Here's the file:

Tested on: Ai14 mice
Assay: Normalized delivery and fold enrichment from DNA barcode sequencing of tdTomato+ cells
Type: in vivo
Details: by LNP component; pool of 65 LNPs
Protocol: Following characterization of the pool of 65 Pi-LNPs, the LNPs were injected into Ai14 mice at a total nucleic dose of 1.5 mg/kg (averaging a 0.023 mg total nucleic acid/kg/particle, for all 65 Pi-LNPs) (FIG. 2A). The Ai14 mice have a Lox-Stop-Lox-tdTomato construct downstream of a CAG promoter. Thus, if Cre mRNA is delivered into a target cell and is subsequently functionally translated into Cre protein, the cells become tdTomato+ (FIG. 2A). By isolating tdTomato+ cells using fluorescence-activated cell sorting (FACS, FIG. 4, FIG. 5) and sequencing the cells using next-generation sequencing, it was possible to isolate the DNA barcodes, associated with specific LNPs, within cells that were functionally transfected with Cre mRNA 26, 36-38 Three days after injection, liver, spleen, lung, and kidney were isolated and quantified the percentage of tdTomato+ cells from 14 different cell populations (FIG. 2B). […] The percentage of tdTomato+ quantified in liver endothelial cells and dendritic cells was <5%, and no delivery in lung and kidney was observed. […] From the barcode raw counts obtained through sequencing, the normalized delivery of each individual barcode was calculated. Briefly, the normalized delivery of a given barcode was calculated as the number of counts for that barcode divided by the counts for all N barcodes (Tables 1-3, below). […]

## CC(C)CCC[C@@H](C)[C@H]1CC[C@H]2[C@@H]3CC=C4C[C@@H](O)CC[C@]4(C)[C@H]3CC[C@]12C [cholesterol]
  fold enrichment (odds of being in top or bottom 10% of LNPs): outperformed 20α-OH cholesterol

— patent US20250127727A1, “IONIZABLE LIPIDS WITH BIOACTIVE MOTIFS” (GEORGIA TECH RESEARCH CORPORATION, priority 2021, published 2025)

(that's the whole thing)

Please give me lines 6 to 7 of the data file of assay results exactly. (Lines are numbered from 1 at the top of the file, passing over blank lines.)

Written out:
## CC(C)CCC[C@@H](C)[C@H]1CC[C@H]2[C@@H]3CC=C4C[C@@H](O)CC[C@]4(C)[C@H]3CC[C@]12C [cholesterol]
  fold enrichment (odds of being in top or bottom 10% of LNPs): outperformed 20α-OH cholesterol